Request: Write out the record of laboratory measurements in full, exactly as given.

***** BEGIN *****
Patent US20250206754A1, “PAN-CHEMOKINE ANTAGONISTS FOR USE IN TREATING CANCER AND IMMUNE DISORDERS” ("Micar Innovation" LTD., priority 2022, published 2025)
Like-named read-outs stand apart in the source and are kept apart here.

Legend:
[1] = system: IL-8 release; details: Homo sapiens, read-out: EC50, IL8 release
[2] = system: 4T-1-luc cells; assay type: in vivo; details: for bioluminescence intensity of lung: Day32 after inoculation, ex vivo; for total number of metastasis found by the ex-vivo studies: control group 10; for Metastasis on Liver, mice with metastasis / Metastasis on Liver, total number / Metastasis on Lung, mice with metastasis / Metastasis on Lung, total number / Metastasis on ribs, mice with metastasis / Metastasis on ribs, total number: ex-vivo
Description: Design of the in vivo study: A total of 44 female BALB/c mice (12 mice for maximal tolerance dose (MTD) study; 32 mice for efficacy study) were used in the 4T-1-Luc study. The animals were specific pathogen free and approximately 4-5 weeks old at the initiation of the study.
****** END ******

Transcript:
Patent US20250206754A1, “PAN-CHEMOKINE ANTAGONISTS FOR USE IN TREATING CANCER AND IMMUNE DISORDERS” ("Micar Innovation" LTD., priority 2022, published 2025)
Like-named read-outs stand apart in the source and are kept apart here.

Legend:
[1] = system: IL-8 release; details: Homo sapiens, read-out: EC50, IL8 release
[2] = system: 4T-1-luc cells; assay type: in vivo; details: for bioluminescence intensity of lung: Day32 after inoculation, ex vivo; for total number of metastasis found by the ex-vivo studies: control group 10; for Metastasis on Liver, mice with metastasis / Metastasis on Liver, total number / Metastasis on Lung, mice with metastasis / Metastasis on Lung, total number / Metastasis on ribs, mice with metastasis / Metastasis on ribs, total number: ex-vivo
Description: Design of the in vivo study: A total of 44 female BALB/c mice (12 mice for maximal tolerance dose (MTD) study; 32 mice for efficacy study) were used in the 4T-1-Luc study. The animals were specific pathogen free and approximately 4-5 weeks old at the initiation of the study.